When considering whether to appoint a distributor in a foreign country, it is important to ascertain whether a distributor is entitled to any protection under the laws of that foreign country similar to those that agents benefit from under the European Council Directive EC/86/653 (“the Directive”).

Under the Directive agents, whose activities are to be carried out in the European Economic Area will have, in certain circumstances, the right to a compensation or indemnity payment following the termination of the agency agreement. There is no comparable directive in relation to distributorship agreements and most member states, including the United Kingdom, do not have domestic legislation in place specifically directed at distributorships. Instead, in most member states distribution agreements are regulated by the general principles of contract law.  However, there are some countries that provide distributors with rights on the termination of the distributorship agreement similar to those which agents benefit from under the Directive.

In this article we highlight the rights enjoyed by distributors on the termination of a distributorship agreement in Belgium, Germany, Italy and Switzerland.


Under the Unilateral Termination of Exclusive Distribution Agreements for an Indefinite Term 1961 (“the 1961 Act”), substantial protection is given upon termination, in certain circumstances, to distributors engaged in a contract for an indefinite term. Under the 1961 Act terminated distributors are entitled to compensation for layoff costs, goodwill, and certain marketing and additional costs.

In addition, agreements for a fixed term automatically become agreements for an indefinite term on their third renewal.


Under the German Commercial Code (“the Commercial Code”) in certain circumstances the distributor may be entitled to payment for goodwill on the termination of the distributorship agreement.

A distributor must be integrated into the sales organisation of the supplier in the same way as a commercial agent in order to be entitled to a goodwill payment. To be considered as integrated into the sales organisation the distributor’s agreement will have characteristics typical of a commercial agreement. By way of illustration, the agreement may provide for:

  • exclusive distribution;
  • obligation to provide customer service;
  • reporting obligations; and
  • control and supervision by the supplier.

A distributor is entitled to a goodwill payment on termination of the distribution agreement if the supplier has acquired new customers and derived considerable benefit from this customer base.  In addition, the distributor must show that he has lost income that he would have had through the customers acquired by him if the distribution agreement had continued in force.

The Commercial Code also provides for circumstances where the distributor’s right to a goodwill payment is lost. These circumstances include where:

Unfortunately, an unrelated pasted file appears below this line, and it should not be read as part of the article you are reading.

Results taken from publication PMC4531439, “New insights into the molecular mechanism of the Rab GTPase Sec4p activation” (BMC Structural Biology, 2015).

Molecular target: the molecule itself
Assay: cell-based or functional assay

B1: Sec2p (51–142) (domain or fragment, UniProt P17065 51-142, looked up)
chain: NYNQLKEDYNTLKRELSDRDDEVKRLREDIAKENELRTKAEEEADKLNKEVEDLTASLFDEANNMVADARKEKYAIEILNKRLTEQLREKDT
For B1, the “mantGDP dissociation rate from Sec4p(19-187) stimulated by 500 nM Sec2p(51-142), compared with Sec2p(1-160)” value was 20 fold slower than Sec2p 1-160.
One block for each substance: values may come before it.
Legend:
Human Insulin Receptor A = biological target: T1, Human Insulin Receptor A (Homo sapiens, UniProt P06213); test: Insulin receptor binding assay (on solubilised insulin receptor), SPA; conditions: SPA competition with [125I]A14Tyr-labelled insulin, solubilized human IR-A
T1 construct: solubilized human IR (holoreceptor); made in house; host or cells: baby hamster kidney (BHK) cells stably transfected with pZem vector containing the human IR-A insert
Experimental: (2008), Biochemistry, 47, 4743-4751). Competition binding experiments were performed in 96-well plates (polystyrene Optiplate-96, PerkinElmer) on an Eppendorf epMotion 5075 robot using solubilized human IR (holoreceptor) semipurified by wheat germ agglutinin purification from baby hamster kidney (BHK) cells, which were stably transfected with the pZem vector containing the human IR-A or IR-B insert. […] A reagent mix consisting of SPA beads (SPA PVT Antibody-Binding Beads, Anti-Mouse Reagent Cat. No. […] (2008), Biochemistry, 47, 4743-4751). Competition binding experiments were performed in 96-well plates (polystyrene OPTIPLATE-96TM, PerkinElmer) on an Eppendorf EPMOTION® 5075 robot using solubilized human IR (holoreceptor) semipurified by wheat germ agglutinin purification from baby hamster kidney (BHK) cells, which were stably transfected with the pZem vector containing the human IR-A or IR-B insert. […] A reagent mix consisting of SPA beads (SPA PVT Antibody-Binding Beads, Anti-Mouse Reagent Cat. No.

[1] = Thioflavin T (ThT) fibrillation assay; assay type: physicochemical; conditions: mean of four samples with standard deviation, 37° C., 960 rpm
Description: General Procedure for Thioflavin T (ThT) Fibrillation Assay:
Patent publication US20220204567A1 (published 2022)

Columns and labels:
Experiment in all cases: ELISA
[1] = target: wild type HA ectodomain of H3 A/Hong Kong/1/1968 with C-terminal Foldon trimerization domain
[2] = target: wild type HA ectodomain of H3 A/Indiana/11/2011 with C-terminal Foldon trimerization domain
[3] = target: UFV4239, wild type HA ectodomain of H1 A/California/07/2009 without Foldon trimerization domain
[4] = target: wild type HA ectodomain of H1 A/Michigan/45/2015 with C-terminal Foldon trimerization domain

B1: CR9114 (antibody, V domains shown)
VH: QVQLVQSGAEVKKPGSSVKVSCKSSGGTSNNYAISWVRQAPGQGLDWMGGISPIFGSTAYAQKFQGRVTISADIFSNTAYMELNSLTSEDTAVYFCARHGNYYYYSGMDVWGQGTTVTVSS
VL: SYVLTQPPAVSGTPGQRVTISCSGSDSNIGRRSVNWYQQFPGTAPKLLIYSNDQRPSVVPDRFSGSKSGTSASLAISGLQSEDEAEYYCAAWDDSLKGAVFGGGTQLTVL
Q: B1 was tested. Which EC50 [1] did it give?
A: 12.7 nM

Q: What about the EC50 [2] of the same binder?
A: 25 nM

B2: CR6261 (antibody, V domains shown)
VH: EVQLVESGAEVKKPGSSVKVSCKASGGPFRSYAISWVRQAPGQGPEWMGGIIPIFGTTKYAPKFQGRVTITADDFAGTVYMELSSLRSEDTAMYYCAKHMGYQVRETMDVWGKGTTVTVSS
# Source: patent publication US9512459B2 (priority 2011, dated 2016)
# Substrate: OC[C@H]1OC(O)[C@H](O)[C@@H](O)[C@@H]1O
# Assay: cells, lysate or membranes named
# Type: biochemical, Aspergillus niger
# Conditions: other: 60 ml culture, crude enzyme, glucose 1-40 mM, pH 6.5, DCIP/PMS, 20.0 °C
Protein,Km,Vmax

• the distributor is not required to provide the supplier with his customers’ identities;
  • the distributorship is a sideline;
  • the supplier terminates the agreement for good cause due to the distributor’s conduct;
  • the distributor terminates the agreement for reasons not justified by the supplier’s conduct.

When calculating the goodwill payment payable to a distributor, an upper limit exists of the annual average income of the distributor over the past five years.


Distribution agreements are regulated by the Italian Civil Code. Under the Civil Code a distributor is entitled to compensation in the event of termination of the agreement by the supplier. However, no compensation is payable where the distribution agreement is terminated due to the expiration of its term.

The distributor’s entitlement to compensation is limited to damages suffered, including loss of profits and costs incurred.


In 1962 the Federal Supreme Court ruled that Article 418u of the Swiss Code of Obligations, which provides for compensation to be paid to an agent upon termination of the agency, could, under special circumstances, apply to distribution agreements.

However, it was not until a decision dated 22 May 2008 that the Federal Supreme Court decided that Article 418u applied to a distribution contract providing for the distribution of perfumes in Slovakia and the Czech Republic. In this case, it was held that Article 418u applied insofar as the situation of the distributor is comparable to that of an agent. Such a comparison, the Federal Supreme Court held, was to be determined on a case by case basis.


Where a distributor is to be appointed within a foreign country, it is prudent to consider whether the distributor is entitled to any protection under the laws of that foreign country, either under legislation or case law.  If a supplier fails to do this, it risks being liable to pay a compensation payment to the distributor on the termination of its agreement.

This article was written by Jane Spiers, an associate in the commerce and technology team at Fox Williams LLP.

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